Where Do Meteorites Come From?

by Nancy Atkinson on July 14, 2008

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If you’ve ever held a real meteorite in your hand, you probably wanted to know, “Where has this rock been in space and where did it come from?” Until now, no one has been able to definitively establish where the majority of meteorites found on Earth came from because of the changes that occur in meteorites after they are ejected from the asteroids they were originally part of. The most common type of meteorite found on Earth, about 75% of those identified, are chondrites, stony bits of space rocks that didn’t undergo any melting while out in space. Two astronomers say have determined that most of these meteorites come from the asteroid belt between Mars and Jupiter. Using the GEMINI telescope, they found that asteroids in that region are similar to chondrites found on Earth.

This discovery is the first observational match between the most common meteorites and asteroids in the main belt. It also confirms the role of space weathering in altering asteroid surfaces.

To find the parent asteroid of a meteorite, the astronomers compared the spectra of a meteorite specimen to those of asteroids. This is a difficult task because meteorites and their parent asteroids underwent different processes after the meteorite was ejected. In particular, surfaces of asteroids are known to be altered by a process called “space weathering”, which is probably caused by micrometeorite and solar wind action that changes the surface and spectra of asteroid surfaces.

Meteoroids are created, usually when there is a collision between asteroids. When an impact of a large asteroid occurs, the fragments broken off can follow the same orbit as the primary asteroid. These groups of fragments are called “asteroid families.” Until recently, most of the known asteroid families have been very old (they were formed 100 million to billions of years ago), and younger families are more difficult to detect because asteroid fragments are closer to each other.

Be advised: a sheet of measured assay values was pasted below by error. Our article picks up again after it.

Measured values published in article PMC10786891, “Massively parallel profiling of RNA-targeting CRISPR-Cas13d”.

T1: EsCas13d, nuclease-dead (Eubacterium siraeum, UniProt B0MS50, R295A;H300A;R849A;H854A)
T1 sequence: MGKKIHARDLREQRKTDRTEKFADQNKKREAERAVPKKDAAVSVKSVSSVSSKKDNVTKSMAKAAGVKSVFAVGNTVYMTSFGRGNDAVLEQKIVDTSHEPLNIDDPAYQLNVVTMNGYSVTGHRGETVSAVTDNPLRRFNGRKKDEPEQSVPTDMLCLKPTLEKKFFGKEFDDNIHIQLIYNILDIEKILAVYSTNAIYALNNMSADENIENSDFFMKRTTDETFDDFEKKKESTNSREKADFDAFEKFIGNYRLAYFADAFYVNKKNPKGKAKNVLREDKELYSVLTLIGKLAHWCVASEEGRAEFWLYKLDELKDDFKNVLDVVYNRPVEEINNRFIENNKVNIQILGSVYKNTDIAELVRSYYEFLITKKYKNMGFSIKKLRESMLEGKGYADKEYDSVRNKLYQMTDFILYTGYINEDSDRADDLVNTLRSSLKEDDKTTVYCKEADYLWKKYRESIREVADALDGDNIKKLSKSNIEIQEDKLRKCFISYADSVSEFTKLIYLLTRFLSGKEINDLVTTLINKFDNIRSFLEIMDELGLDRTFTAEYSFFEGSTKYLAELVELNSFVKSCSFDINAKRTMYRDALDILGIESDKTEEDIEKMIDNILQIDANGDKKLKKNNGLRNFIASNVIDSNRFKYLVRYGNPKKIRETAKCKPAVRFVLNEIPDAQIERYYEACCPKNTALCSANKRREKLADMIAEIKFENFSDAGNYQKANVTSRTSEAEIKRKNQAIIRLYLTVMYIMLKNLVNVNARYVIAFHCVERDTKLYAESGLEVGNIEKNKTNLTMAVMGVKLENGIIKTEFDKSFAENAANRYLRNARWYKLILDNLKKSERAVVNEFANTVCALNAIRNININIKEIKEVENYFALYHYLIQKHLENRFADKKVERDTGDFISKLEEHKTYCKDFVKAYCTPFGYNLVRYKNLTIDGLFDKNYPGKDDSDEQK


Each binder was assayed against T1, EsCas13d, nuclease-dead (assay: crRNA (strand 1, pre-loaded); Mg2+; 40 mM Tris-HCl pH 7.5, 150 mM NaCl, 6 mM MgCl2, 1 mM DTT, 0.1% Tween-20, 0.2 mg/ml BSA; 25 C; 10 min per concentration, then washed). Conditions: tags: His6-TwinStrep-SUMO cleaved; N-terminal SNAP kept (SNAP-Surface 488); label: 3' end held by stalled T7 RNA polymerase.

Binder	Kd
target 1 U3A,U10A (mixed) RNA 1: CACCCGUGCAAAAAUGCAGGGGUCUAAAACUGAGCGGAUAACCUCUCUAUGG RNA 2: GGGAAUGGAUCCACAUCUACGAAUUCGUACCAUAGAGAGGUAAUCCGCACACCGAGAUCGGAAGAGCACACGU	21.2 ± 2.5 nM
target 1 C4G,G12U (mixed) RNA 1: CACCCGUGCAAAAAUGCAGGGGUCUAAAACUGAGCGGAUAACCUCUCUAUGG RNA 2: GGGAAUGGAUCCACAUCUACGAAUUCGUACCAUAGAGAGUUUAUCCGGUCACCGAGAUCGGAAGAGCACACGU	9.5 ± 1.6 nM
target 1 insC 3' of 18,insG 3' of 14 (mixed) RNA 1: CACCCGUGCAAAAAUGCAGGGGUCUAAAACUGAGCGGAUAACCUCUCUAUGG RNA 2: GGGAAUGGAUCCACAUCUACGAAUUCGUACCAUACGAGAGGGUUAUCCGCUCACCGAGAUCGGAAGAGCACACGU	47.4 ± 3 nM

In 2006, four new, extremely young asteroid families were identified, with an age ranging from 50,000 to 600,000 years. The astronomers, Thais Mothé-Diniz from Brazil and David Nesvorný from the US observed these asteroids, obtaining visible spectra. They compared the asteroids spectra to the spectra of an ordinary chondrite (the Fayetteville meteorite, shown in the top photo) and found they matched.

Identifying the parent asteroid of a meteorite is a unique tool when studying the history of our solar system because one can infer both the time of geological events (from the meteorite that can be analyzed through dating techniques) and their location in the solar system (from the location of the parent asteroid).

Meteorites are also a major tool for knowing the history of the solar system because their composition is a record of past geologic processes that occurred while they were still incorporated in the parent asteroid.

Original News Source: Astronomy and Astrophysics

About 

Nancy Atkinson is Universe Today's Senior Editor. She also works with Astronomy Cast, and is a NASA/JPL Solar System Ambassador.

alphonso richardson July 15, 2008 at 7:56 AM

Wow. I guess, the visible spectra of the Gemini scope would have been deduced from reflected sunlight, but how did they obtain spectra from their eairth-based samples? Was it a destructive analytical technique?

neoguru July 15, 2008 at 11:44 AM

I believe the Nickel/Iron impacter that formed the Winslow Crater is right at 4.6 billion years old. I was under the impression that most, if not all, Ni/Fe meteors are thought to be that old. Is this true?

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